Although nearly 20% of sexually active male university students had evidence of oral HPV infection within 12 months, most infections were transient. HPV-16 was not common. Sexual contact and autoinoculation appeared to play independent roles in the transmission of alpha-genus HPV to the oral cavity of young men.
PMCID: PMC4375438  PMID: 23064535
HPV; oral HPV; young men; epidemiology
Journal of medical virology  2009;81(4):713-721.
Human papillomavirus (HPV) RNA levels may be a more sensitive early indicator of predisposition to carcinogenesis than DNA levels. We evaluated whether levels of HPV-16 and HPV-18 DNA and messenger RNA (mRNA) in newly detected infections are associated with cervical lesion development. Female university students were recruited from 1990-2004. Cervical samples for HPV DNA, HPV mRNA, and Papanicolaou testing were collected tri-annually, and women were referred for colposcopically-directed biopsy when indicated. Quantitative real-time polymerase chain reaction of L1 and E7 DNA and E7 mRNA was performed on samples from women with HPV-16 and HPV-18 infections that were incidently detected by consensus PCR. Adjusting for other HPV types, increasing E7 cervical HPV-16 mRNA levels at the time of incident HPV-16 DNA detection were associated with an increased risk of cervical intraepithelial neoplasia grade 2 to 3 (HR per 1 log10 increase in mRNA=6.36,95%CI=2.00-20.23). Increasing HPV-16 mRNA levels were also associated with an increased risk of cervical squamous intraepithelial lesions; the risk was highest at the incident positive visit and decreased over time. Neither HPV-16 E7 DNA levels nor HPV-18 E7 DNA nor mRNA levels were significantly associated with cervical lesion development. Report of >1 new partner in the past 8 months (relative to no new partners) was associated with increased HPV mRNA (viral level ratio [VLR]=10.05,95%CI=1.09-92.56) and increased HPV DNA (VLR=16.80,95%CI=1.46-193.01). In newly detected HPV-16 infections, increasing levels of E7 mRNA appear to be associated with an increased risk of developing cervical pre-cancer.
PMCID: PMC3984467  PMID: 19235870
HPV; viral load; mRNA; cervical pre-cancer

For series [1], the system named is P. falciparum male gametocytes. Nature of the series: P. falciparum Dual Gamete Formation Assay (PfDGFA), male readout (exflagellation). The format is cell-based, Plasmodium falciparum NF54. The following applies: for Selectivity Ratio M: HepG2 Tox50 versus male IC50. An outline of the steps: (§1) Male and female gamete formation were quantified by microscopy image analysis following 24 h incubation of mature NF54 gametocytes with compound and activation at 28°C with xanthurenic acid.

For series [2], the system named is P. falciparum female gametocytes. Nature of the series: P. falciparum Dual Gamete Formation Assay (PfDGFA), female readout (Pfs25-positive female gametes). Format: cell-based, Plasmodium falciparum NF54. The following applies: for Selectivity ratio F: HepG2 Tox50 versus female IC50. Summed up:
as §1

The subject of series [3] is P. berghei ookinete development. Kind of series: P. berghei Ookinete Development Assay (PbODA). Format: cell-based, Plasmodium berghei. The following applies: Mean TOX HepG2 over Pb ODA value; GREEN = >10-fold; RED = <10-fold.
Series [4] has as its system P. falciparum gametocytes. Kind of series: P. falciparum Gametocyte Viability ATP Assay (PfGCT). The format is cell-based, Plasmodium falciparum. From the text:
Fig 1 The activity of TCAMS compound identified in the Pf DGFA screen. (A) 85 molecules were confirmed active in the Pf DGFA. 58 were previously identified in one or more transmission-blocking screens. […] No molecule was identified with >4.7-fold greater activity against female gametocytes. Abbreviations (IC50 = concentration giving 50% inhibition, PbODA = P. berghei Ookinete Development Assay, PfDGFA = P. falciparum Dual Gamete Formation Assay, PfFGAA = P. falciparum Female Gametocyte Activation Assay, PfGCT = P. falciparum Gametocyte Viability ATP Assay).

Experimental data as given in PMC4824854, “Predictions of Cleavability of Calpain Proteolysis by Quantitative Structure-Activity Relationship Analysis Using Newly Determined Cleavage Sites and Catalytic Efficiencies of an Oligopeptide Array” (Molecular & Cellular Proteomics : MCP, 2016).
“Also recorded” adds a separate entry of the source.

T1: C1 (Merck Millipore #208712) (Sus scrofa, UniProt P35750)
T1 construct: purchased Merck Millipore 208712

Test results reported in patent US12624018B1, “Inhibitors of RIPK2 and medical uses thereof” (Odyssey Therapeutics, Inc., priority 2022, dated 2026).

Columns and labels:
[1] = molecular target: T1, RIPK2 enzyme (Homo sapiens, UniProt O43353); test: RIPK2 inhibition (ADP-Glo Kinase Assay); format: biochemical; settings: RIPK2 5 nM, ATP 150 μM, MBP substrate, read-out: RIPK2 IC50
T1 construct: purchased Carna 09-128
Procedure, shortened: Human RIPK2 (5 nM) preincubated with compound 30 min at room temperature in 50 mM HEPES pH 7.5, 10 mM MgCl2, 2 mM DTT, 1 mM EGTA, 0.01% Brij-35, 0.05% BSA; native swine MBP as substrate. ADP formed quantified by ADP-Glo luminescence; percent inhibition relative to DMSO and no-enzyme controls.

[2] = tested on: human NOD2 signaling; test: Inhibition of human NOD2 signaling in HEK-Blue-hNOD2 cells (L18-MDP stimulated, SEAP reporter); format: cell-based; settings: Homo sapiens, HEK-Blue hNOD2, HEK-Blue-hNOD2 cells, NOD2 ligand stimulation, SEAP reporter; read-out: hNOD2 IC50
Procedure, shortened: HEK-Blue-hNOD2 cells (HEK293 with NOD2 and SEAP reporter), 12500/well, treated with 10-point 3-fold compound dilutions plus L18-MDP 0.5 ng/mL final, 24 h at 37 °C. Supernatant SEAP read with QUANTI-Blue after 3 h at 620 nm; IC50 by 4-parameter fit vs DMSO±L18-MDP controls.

4.  Persistence of Newly Detected Human Papillomavirus Type 31 Infection, Stratified by Variant Lineage 
Variants of human papillomavirus (HPV) type 31 have been shown to be related both to risk of cervical lesions and racial composition of a population. It is largely undetermined whether variants differ in their likelihood of persistence. Study subjects were women who participated in the ASCUS-LSIL Triage Study and who had a newly detected HPV31 infection during a 2-year follow-up with 6-month intervals. HPV31 isolates were characterized by sequencing and assigned to 1 of 3 variant lineages. Loss of the newly detected HPV31 infection was detected in 76 (47.5%) of the 160 women (32/67 with A variants, 16/27 with B variants, and 28/66 with C variants). The adjusted hazard ratio associating loss of the infection was 1.2 (95% CI, 0.7–2.1) for women with A variants and 2.1 (95% CI, 1.2–3.5) for women with B variants as compared to those with C variants. Infections with A and C variants were detected in 50 and 41 Caucasian women and in 15 and 23 African-American women, respectively. The likelihood of clearance of the infection was significantly lower in African-American women with C variants than in African-American women with A variants (P=0.05). There was no difference in the likelihood of clearance between A and C variants among Caucasian women. Our data indicated that infections with B variants were more likely to resolve than those with C variants. The difference in clearance of A versus C variants in African-Americans but not in Caucasians suggests a possibility of the race-related influence in retaining the variant-specific infection.